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Forest Canopies Influence the Deposition and Concentration of Debris, Lightabsorbing Impurites, and Pollutants in the Sierra Nevada Snowpack
Submitted by ecourtri on Wed, 03/18/2020 - 13:04
|Forest Canopies Influence the Deposition and Concentration of Debris, Lightabsorbing Impurites, and Pollutants in the Sierra Nevada Snowpack
|Year of Conference
|Gleason, Kelly E., McConnell Joseph R., Arienzo Monica M., Chellman Nathan, Hedge Christine, and Harpold Adrian
|87th Annual Western Snow Conference
|accelerated snowmelt, black carbon, canopy debris, pollutant concentrations, Sagehen Experimental Forest, snow albedo
Forests are typically warmer than surrounding open areas, particularly in warm mid-latitude climates, and forest canopies radiate longwave radiation throughout the winter, driving mid-winter snowmelt throughout the snow accumulation period. During winter, forest canopies shed organic debris onto the snowpack below, which concentrates on the snow surface during snowmelt, and may further accelerate snowmelt due to reduced snow albedo. Snowpack, as long as it remains frozen, serves not only as a reservoir of water, but also as a time-resolved repository of local and regionally-sourced particles, including black carbon (BC), dust, organic debris, and pollutants. We evaluated how forests may alter the depositional process of particles and pollutants into the snowpack beneath forest canopies, as well as how warm conditions in forests influence the redistribution of particles and pollutants in the snowpack. We measured BC, dust, organic debris, and the elemental composition of pollutants throughout snowpacks in an open meadow and beneath a nearby pine forest each month during winter and early spring of 2017 at the Sagehen Experimental Forest in the Northern Sierra Nevada Mountains.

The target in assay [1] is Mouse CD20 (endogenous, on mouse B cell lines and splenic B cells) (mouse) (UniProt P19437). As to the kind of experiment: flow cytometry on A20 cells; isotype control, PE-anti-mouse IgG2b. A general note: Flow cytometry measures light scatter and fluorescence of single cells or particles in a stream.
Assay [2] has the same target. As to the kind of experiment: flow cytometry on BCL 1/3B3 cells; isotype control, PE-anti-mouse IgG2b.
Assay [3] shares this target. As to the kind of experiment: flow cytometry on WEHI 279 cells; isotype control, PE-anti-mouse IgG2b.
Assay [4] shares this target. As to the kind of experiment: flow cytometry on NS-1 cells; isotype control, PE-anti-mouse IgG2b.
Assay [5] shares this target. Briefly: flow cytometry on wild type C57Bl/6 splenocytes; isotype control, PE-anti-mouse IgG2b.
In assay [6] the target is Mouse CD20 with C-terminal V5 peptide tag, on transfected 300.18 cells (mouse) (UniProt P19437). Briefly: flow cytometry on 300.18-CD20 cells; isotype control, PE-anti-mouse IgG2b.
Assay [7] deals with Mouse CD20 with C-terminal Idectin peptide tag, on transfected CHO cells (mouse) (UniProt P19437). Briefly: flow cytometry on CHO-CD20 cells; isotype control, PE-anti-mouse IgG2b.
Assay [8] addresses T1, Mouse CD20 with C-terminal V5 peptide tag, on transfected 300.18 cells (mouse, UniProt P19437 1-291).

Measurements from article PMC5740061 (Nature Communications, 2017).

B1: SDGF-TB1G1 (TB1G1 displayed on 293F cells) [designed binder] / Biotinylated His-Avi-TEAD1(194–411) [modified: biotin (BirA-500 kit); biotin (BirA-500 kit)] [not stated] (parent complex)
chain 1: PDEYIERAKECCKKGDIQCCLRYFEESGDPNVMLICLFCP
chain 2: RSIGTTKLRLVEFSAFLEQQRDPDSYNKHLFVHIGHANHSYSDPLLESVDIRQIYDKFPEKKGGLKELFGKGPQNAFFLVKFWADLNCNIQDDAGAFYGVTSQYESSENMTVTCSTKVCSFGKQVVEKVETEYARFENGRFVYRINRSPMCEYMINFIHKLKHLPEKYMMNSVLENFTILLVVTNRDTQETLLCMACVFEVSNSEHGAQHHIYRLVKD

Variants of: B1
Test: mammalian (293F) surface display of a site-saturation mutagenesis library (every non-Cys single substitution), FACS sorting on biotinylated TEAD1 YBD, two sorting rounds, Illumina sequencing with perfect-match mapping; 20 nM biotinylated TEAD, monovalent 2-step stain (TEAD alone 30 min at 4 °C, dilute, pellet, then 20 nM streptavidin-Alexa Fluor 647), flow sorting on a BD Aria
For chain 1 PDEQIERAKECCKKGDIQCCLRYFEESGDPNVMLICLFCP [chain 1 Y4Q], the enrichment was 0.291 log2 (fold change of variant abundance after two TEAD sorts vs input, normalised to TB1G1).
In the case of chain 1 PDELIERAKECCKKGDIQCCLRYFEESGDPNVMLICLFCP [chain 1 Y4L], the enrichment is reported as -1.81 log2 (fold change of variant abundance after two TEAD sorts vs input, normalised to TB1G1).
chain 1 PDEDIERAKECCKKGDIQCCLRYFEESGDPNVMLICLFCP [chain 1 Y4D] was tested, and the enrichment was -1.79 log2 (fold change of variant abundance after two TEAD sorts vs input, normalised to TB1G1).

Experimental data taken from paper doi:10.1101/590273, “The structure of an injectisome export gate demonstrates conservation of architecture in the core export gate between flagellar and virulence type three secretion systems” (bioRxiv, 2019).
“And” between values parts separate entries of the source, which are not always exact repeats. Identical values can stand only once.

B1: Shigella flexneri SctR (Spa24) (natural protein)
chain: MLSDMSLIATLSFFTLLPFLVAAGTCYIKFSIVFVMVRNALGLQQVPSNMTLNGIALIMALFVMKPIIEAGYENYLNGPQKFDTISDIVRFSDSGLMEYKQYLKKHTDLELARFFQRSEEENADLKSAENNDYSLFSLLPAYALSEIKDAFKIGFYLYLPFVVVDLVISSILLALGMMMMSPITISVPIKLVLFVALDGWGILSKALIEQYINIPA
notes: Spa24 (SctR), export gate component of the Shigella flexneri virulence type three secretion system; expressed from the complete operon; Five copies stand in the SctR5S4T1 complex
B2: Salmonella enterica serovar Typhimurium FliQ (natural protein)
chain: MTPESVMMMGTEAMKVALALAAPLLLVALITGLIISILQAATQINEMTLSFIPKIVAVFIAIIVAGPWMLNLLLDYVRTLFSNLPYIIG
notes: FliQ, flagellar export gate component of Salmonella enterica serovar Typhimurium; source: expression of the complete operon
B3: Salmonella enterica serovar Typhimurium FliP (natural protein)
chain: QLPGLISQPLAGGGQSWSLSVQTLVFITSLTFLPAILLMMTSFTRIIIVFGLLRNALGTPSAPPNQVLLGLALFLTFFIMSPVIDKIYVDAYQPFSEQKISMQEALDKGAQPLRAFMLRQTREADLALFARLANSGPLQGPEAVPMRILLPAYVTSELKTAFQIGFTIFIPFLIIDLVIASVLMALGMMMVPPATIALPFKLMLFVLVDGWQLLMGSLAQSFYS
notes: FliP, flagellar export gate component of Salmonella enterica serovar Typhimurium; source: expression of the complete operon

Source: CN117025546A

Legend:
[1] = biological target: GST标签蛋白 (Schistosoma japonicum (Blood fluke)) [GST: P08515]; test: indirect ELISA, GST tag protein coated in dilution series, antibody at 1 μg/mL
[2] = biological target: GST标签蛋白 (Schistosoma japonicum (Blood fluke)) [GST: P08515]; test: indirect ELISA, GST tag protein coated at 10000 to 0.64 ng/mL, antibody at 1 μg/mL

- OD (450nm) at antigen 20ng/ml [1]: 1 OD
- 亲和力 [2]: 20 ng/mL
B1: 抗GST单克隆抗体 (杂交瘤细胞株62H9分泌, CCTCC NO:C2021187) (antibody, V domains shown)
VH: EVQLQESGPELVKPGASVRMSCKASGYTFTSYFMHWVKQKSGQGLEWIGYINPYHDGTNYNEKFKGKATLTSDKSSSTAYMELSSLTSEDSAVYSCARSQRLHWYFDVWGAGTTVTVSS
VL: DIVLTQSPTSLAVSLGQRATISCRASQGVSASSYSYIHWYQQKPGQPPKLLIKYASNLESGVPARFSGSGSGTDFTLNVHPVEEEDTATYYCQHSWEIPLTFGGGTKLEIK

Overall, snowpacks under the forest canopy had much greater concentrations of organic and inorganic debris, which concentrated on the snowpack surface throughout the snow season. While concentrations of BC, dust, and pollutants were similar under the forest canopy and in the open meadow during winter. During spring snowmelt, BC and dust became concentrated on the snowpack surface under the forest canopy and in the open meadow. Phosphorus and sulfur concentrations were greater under the forest canopy, while bismuth was greater in the open meadow during spring snowmelt. Nitrate concentrations on the snowpack surface were similar between sites, but reduced earlier in the meadow likely due to enhanced photodegradation. Throughout the snowpack season, debris, BC, dust and pollutants were much more variable under the forest canopy than the open meadow. Forest canopies serve as a source of large debris to the snowpack, but have little influence over the deposition and concentration of more regionally sourced light absorbing particles in the snowpack, and differential influence on the deposition and concentration of pollutants in the snowpack.